Do Freight Brokers Have to Pay Workers’ Compensation to Non-Employees?

By Nathan Anderson


Freight brokers, like any other employer, are generally only liable for their own employees for workers’ compensation purposes. However, what if a freight broker contracts with a motor carrier to transport goods, the motor carrier does not carry workers’ compensation insurance, and the motor carrier’s driver is injured on the job? Can the freight broker be liable? The answer is, yes.

For example: Say ABC Brokers contracts with Carriers, Inc. to transport freight. In transit, John Doe (a driver for Carriers, Inc.) is involved in an accident. Mr. Doe sustains serious injuries and files for workers’ compensation benefits. Carriers, Inc., however, does not have a valid workers’ compensation policy. Thus, the state’s uninsured employers’ fund pays Mr. Doe’s workers’ compensation benefits in the amount of $200,000. The state’s uninsured employers’ fund can now start looking up the employer ladder (e.g., to brokers, shippers, and others up the chain) to try and find someone with a valid workers’ compensation policy to recover the $200,000 it paid to Mr. Doe.

The freight brokers’ liability in this example boils down to the state’s specific definition of a statutory employer. Some states require a contractor/subcontractor relationship. Others require some degree of control over the carrier’s work. A carrier might be able to successfully argue it does not meet the statutory employer definition and is therefore not liable. The results in these cases are mixed.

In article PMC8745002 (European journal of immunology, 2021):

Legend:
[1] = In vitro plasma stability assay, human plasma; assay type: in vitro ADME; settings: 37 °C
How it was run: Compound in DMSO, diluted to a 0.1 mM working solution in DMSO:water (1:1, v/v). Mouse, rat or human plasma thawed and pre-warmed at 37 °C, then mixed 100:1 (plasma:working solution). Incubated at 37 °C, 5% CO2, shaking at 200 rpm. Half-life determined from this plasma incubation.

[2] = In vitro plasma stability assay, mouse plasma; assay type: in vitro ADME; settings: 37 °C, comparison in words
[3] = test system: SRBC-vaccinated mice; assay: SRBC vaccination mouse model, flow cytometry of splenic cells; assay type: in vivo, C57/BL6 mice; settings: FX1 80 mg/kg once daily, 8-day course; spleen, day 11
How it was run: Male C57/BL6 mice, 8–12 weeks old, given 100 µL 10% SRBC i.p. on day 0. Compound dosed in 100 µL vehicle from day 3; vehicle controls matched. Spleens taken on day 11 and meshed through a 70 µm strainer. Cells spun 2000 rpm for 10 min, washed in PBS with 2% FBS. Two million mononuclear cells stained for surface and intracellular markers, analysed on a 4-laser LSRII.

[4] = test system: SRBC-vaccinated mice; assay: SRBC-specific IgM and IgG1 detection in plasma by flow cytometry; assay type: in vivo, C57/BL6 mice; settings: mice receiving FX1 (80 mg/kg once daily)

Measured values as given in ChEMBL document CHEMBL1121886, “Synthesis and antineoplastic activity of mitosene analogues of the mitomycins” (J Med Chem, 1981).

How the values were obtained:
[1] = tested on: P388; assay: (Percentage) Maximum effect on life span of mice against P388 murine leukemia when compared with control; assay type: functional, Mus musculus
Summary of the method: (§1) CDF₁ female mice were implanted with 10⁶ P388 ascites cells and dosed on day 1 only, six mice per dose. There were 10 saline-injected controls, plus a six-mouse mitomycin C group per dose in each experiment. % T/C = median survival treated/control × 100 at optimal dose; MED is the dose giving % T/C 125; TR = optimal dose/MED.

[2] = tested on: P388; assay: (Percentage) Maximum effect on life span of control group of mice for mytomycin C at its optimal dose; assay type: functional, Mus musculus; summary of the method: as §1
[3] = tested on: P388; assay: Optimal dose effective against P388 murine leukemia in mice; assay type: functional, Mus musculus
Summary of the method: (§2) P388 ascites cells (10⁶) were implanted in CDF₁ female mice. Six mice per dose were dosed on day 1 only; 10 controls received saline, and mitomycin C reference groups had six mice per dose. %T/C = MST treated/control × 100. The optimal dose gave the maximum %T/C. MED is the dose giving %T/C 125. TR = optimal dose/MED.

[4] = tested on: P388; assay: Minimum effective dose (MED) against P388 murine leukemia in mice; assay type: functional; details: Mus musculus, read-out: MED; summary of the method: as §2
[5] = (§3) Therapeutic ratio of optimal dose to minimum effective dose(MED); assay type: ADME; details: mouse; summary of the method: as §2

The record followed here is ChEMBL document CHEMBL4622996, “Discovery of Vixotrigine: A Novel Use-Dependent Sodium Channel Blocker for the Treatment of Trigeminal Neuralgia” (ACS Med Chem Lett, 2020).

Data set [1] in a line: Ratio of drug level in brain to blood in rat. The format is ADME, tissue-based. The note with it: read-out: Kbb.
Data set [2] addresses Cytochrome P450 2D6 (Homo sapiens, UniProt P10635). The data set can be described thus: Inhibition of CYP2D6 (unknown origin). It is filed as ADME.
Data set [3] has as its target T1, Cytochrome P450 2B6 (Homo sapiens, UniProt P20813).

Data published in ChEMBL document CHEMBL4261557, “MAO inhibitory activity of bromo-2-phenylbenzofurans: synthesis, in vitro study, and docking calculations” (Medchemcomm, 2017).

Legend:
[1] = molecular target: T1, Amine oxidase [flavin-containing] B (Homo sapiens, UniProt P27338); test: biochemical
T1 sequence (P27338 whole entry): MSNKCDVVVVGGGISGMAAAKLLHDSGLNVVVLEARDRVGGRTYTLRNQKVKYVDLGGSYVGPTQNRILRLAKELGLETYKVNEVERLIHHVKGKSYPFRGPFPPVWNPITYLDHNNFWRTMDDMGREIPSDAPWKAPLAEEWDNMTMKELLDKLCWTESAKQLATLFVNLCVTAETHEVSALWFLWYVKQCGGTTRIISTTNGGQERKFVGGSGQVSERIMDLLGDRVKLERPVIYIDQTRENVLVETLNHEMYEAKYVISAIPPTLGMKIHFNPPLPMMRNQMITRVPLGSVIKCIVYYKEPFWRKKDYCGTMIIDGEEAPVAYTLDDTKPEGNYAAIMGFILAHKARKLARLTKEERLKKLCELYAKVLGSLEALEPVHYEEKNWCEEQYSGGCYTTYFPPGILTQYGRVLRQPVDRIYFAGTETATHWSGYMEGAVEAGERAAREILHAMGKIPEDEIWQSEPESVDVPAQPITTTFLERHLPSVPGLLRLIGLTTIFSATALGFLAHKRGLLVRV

Avoid uncertainty; be proactive. Make sure your broker/carrier agreement expressly requires the carrier to have workers’ compensation coverage (or require them to provide a valid waiver of coverage) and to provide you with a copy of the certificate of insurance before starting work. You can then call the state workers compensation fund or the insurer to verify the amounts and that the policy is valid. Second, require the carrier to notify you of any changes to its policy and periodically call and check on the policy to make sure it is active. Have a system in place to notify you when the policy lapses so you can follow up and make sure it is renewed. Finally, make sure your broker/carrier agreement states the carrier is an independent contractor and not an employee.

At Skoubye Nielson & Johansen, we have years of experience helping freight brokers protect their business. We can review your agreements and processes to limit your exposure to workers’ compensation liability and other risks inherent to freight brokers. Give us a call, and let us put our experience to work for you.

Nathan Anderson